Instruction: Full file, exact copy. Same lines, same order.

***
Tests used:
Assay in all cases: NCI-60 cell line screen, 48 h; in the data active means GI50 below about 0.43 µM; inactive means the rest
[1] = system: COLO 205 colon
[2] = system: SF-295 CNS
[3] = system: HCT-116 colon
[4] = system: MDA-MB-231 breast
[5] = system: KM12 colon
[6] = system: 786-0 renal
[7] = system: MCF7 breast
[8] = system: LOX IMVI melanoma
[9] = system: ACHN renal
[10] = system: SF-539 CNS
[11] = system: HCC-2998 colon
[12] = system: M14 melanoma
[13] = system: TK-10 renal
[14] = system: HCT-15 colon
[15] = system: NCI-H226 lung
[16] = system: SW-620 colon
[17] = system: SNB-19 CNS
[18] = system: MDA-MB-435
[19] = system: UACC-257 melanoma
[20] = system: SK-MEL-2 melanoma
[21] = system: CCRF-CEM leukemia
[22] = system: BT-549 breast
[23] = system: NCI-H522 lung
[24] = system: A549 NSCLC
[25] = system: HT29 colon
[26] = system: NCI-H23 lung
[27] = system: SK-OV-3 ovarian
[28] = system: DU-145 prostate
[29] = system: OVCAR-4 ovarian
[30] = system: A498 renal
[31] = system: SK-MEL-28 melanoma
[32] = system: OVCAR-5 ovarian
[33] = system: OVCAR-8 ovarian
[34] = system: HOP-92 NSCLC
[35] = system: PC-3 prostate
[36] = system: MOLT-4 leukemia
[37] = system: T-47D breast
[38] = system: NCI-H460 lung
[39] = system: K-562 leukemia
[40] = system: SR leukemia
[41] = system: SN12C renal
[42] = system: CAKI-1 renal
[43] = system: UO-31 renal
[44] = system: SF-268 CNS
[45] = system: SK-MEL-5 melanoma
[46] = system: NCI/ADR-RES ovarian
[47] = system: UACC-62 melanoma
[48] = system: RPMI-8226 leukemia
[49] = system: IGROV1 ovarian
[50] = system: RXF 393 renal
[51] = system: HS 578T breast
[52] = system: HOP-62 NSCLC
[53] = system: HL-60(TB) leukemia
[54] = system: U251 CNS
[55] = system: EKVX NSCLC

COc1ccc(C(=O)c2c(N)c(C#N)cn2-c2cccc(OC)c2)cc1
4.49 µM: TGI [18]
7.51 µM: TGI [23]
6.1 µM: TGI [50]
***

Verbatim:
Tests used:
Assay in all cases: NCI-60 cell line screen, 48 h; in the data active means GI50 below about 0.43 µM; inactive means the rest
[1] = system: COLO 205 colon
[2] = system: SF-295 CNS
[3] = system: HCT-116 colon
[4] = system: MDA-MB-231 breast
[5] = system: KM12 colon
[6] = system: 786-0 renal
[7] = system: MCF7 breast
[8] = system: LOX IMVI melanoma
[9] = system: ACHN renal
[10] = system: SF-539 CNS
[11] = system: HCC-2998 colon
[12] = system: M14 melanoma
[13] = system: TK-10 renal
[14] = system: HCT-15 colon
[15] = system: NCI-H226 lung
[16] = system: SW-620 colon
[17] = system: SNB-19 CNS
[18] = system: MDA-MB-435
[19] = system: UACC-257 melanoma
[20] = system: SK-MEL-2 melanoma
[21] = system: CCRF-CEM leukemia
[22] = system: BT-549 breast
[23] = system: NCI-H522 lung
[24] = system: A549 NSCLC
[25] = system: HT29 colon
[26] = system: NCI-H23 lung
[27] = system: SK-OV-3 ovarian
[28] = system: DU-145 prostate
[29] = system: OVCAR-4 ovarian
[30] = system: A498 renal
[31] = system: SK-MEL-28 melanoma
[32] = system: OVCAR-5 ovarian
[33] = system: OVCAR-8 ovarian
[34] = system: HOP-92 NSCLC
[35] = system: PC-3 prostate
[36] = system: MOLT-4 leukemia
[37] = system: T-47D breast
[38] = system: NCI-H460 lung
[39] = system: K-562 leukemia
[40] = system: SR leukemia
[41] = system: SN12C renal
[42] = system: CAKI-1 renal
[43] = system: UO-31 renal
[44] = system: SF-268 CNS
[45] = system: SK-MEL-5 melanoma
[46] = system: NCI/ADR-RES ovarian
[47] = system: UACC-62 melanoma
[48] = system: RPMI-8226 leukemia
[49] = system: IGROV1 ovarian
[50] = system: RXF 393 renal
[51] = system: HS 578T breast
[52] = system: HOP-62 NSCLC
[53] = system: HL-60(TB) leukemia
[54] = system: U251 CNS
[55] = system: EKVX NSCLC

COc1ccc(C(=O)c2c(N)c(C#N)cn2-c2cccc(OC)c2)cc1
4.49 µM: TGI [18]
7.51 µM: TGI [23]
6.1 µM: TGI [50]